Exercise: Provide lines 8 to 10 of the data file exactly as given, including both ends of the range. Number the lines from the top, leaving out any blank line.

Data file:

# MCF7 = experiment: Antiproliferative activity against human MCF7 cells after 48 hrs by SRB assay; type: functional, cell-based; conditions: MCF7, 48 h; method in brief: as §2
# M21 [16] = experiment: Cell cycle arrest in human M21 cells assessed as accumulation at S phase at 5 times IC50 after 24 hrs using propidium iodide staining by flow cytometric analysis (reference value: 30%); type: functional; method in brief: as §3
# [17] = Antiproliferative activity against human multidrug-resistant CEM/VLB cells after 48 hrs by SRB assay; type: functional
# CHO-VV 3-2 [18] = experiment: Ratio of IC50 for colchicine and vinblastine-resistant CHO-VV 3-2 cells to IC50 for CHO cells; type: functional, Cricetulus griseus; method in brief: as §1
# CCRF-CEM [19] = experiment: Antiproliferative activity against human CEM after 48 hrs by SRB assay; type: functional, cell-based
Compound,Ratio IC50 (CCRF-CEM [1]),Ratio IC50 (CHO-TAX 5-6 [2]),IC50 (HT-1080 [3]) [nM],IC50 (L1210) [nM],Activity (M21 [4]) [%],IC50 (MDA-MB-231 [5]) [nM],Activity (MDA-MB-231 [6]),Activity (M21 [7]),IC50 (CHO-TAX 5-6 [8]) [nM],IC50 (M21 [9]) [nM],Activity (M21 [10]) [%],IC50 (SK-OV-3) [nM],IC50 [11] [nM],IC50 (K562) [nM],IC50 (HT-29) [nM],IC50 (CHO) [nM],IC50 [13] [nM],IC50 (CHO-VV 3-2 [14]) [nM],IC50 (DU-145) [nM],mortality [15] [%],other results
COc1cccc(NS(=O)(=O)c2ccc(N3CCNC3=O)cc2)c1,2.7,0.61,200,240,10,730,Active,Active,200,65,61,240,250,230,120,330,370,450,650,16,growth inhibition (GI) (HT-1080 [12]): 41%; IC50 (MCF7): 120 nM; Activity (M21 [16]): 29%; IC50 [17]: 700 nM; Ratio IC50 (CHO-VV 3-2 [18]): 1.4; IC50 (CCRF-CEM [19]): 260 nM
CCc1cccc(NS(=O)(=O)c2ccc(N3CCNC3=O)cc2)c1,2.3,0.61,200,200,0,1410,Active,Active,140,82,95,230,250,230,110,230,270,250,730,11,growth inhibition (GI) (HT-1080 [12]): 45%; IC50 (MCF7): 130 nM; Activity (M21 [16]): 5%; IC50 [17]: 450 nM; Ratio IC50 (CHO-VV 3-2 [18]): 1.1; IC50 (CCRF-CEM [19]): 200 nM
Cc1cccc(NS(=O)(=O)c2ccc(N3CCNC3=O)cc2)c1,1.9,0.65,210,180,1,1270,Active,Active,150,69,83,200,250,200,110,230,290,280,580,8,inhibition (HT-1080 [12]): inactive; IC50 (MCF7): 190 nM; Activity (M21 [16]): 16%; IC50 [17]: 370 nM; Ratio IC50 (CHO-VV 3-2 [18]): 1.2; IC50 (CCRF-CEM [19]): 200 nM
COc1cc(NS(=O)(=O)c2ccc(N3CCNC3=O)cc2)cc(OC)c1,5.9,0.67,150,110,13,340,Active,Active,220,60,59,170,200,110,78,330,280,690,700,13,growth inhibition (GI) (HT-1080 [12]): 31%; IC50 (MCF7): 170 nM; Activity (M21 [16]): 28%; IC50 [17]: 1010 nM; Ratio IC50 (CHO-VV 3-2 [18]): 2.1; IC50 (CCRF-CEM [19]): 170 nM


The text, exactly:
CCc1cccc(NS(=O)(=O)c2ccc(N3CCNC3=O)cc2)c1,2.3,0.61,200,200,0,1410,Active,Active,140,82,95,230,250,230,110,230,270,250,730,11,growth inhibition (GI) (HT-1080 [12]): 45%; IC50 (MCF7): 130 nM; Activity (M21 [16]): 5%; IC50 [17]: 450 nM; Ratio IC50 (CHO-VV 3-2 [18]): 1.1; IC50 (CCRF-CEM [19]): 200 nM
Cc1cccc(NS(=O)(=O)c2ccc(N3CCNC3=O)cc2)c1,1.9,0.65,210,180,1,1270,Active,Active,150,69,83,200,250,200,110,230,290,280,580,8,inhibition (HT-1080 [12]): inactive; IC50 (MCF7): 190 nM; Activity (M21 [16]): 16%; IC50 [17]: 370 nM; Ratio IC50 (CHO-VV 3-2 [18]): 1.2; IC50 (CCRF-CEM [19]): 200 nM
COc1cc(NS(=O)(=O)c2ccc(N3CCNC3=O)cc2)cc(OC)c1,5.9,0.67,150,110,13,340,Active,Active,220,60,59,170,200,110,78,330,280,690,700,13,growth inhibition (GI) (HT-1080 [12]): 31%; IC50 (MCF7): 170 nM; Activity (M21 [16]): 28%; IC50 [17]: 1010 nM; Ratio IC50 (CHO-VV 3-2 [18]): 2.1; IC50 (CCRF-CEM [19]): 170 nM